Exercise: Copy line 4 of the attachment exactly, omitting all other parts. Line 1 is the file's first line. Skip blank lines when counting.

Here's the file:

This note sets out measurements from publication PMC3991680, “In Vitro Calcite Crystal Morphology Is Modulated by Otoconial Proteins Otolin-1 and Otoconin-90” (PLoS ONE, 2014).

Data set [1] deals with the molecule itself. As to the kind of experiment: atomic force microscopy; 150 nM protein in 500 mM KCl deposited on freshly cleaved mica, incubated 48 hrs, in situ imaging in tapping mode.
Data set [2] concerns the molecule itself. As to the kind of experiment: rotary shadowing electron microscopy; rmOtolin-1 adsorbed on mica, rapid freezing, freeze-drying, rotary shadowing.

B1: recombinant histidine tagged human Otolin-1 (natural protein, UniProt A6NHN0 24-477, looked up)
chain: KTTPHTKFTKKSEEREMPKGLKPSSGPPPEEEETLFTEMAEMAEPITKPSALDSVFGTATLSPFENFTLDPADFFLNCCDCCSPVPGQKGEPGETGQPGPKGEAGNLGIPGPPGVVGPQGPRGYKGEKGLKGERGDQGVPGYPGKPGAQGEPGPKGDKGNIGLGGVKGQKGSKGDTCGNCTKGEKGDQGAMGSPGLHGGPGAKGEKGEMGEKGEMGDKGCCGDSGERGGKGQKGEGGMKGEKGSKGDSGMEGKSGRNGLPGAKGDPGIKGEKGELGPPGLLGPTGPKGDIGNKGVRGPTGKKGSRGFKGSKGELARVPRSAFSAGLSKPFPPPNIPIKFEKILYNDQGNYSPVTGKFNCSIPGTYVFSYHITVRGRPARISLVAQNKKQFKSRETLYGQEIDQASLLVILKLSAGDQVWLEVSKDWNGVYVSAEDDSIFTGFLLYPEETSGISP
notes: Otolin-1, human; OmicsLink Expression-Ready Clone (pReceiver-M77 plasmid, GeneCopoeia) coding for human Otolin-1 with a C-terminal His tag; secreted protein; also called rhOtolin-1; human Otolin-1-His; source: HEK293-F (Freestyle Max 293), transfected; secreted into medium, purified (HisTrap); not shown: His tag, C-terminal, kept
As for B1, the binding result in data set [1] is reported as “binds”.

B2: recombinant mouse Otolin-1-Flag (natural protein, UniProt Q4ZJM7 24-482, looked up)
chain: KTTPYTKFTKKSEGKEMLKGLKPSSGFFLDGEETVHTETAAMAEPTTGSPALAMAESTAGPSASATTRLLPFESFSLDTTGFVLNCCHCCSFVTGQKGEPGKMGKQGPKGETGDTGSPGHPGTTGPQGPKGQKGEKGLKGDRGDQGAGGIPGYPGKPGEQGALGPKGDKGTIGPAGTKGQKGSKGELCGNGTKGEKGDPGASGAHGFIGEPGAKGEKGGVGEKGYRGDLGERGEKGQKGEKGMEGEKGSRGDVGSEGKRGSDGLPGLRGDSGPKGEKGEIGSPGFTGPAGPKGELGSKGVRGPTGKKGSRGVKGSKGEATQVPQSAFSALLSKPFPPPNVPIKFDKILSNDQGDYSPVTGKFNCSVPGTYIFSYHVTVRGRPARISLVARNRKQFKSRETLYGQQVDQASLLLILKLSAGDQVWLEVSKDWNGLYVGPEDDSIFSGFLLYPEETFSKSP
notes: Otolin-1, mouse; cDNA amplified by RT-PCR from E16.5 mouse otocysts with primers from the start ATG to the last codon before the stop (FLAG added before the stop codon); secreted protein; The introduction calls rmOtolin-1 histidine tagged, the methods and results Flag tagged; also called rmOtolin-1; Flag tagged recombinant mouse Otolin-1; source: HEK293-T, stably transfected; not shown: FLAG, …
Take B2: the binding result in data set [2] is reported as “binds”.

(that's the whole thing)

B1: recombinant histidine tagged human Otolin-1 (natural protein, UniProt A6NHN0 24-477, looked up)